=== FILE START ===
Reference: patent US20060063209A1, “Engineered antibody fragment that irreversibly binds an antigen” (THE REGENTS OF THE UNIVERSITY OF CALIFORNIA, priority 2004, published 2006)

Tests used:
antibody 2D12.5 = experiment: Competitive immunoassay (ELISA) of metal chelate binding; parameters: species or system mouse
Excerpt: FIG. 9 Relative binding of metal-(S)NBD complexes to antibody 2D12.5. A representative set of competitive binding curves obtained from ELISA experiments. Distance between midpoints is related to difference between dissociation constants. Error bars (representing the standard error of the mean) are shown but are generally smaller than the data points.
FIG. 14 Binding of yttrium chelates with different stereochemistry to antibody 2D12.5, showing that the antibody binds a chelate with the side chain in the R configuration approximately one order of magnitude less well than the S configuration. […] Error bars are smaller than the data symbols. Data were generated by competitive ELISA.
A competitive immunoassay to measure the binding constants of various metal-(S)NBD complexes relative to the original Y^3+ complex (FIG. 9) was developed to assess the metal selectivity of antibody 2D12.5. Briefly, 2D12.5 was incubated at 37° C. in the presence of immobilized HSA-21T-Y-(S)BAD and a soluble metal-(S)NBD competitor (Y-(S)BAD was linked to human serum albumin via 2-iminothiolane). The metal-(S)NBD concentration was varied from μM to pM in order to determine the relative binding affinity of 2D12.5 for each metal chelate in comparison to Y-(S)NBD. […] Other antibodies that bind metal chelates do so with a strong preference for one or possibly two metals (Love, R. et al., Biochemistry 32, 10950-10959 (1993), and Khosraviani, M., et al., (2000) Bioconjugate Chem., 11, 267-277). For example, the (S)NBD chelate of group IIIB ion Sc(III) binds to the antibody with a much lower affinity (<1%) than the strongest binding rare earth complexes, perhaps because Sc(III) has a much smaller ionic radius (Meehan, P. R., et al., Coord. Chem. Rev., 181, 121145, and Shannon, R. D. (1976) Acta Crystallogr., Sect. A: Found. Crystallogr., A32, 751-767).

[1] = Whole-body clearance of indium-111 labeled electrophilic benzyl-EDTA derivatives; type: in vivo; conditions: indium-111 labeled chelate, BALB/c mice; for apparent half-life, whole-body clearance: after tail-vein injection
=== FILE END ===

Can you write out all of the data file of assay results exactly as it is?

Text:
Reference: patent US20060063209A1, “Engineered antibody fragment that irreversibly binds an antigen” (THE REGENTS OF THE UNIVERSITY OF CALIFORNIA, priority 2004, published 2006)

Tests used:
antibody 2D12.5 = experiment: Competitive immunoassay (ELISA) of metal chelate binding; parameters: species or system mouse
Excerpt: FIG. 9 Relative binding of metal-(S)NBD complexes to antibody 2D12.5. A representative set of competitive binding curves obtained from ELISA experiments. Distance between midpoints is related to difference between dissociation constants. Error bars (representing the standard error of the mean) are shown but are generally smaller than the data points.
FIG. 14 Binding of yttrium chelates with different stereochemistry to antibody 2D12.5, showing that the antibody binds a chelate with the side chain in the R configuration approximately one order of magnitude less well than the S configuration. […] Error bars are smaller than the data symbols. Data were generated by competitive ELISA.
A competitive immunoassay to measure the binding constants of various metal-(S)NBD complexes relative to the original Y^3+ complex (FIG. 9) was developed to assess the metal selectivity of antibody 2D12.5. Briefly, 2D12.5 was incubated at 37° C. in the presence of immobilized HSA-21T-Y-(S)BAD and a soluble metal-(S)NBD competitor (Y-(S)BAD was linked to human serum albumin via 2-iminothiolane). The metal-(S)NBD concentration was varied from μM to pM in order to determine the relative binding affinity of 2D12.5 for each metal chelate in comparison to Y-(S)NBD. […] Other antibodies that bind metal chelates do so with a strong preference for one or possibly two metals (Love, R. et al., Biochemistry 32, 10950-10959 (1993), and Khosraviani, M., et al., (2000) Bioconjugate Chem., 11, 267-277). For example, the (S)NBD chelate of group IIIB ion Sc(III) binds to the antibody with a much lower affinity (<1%) than the strongest binding rare earth complexes, perhaps because Sc(III) has a much smaller ionic radius (Meehan, P. R., et al., Coord. Chem. Rev., 181, 121145, and Shannon, R. D. (1976) Acta Crystallogr., Sect. A: Found. Crystallogr., A32, 751-767).

[1] = Whole-body clearance of indium-111 labeled electrophilic benzyl-EDTA derivatives; type: in vivo; conditions: indium-111 labeled chelate, BALB/c mice; for apparent half-life, whole-body clearance: after tail-vein injection